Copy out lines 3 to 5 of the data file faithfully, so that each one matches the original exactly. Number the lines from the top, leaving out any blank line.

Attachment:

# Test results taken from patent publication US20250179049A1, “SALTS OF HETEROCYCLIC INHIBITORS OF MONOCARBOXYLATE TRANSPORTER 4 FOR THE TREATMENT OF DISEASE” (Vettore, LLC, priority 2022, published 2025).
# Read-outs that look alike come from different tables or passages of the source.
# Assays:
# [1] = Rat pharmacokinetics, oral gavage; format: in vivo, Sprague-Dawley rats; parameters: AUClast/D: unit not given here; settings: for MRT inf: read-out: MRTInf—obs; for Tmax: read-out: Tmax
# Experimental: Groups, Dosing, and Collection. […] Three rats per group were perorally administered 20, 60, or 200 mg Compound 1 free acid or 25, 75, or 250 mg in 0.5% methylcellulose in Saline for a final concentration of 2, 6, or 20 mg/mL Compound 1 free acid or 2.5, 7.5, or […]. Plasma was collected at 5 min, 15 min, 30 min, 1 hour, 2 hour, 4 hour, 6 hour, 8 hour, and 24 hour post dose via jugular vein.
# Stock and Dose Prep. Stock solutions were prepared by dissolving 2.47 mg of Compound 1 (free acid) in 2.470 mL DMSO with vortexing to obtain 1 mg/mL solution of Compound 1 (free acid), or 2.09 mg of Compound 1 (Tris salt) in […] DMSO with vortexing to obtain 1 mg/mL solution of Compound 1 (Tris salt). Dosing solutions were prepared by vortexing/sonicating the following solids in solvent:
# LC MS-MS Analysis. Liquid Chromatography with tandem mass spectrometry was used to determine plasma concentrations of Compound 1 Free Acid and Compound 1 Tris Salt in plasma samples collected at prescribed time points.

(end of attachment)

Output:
# Assays:
# [1] = Rat pharmacokinetics, oral gavage; format: in vivo, Sprague-Dawley rats; parameters: AUClast/D: unit not given here; settings: for MRT inf: read-out: MRTInf—obs; for Tmax: read-out: Tmax
# Experimental: Groups, Dosing, and Collection. […] Three rats per group were perorally administered 20, 60, or 200 mg Compound 1 free acid or 25, 75, or 250 mg in 0.5% methylcellulose in Saline for a final concentration of 2, 6, or 20 mg/mL Compound 1 free acid or 2.5, 7.5, or […]. Plasma was collected at 5 min, 15 min, 30 min, 1 hour, 2 hour, 4 hour, 6 hour, 8 hour, and 24 hour post dose via jugular vein.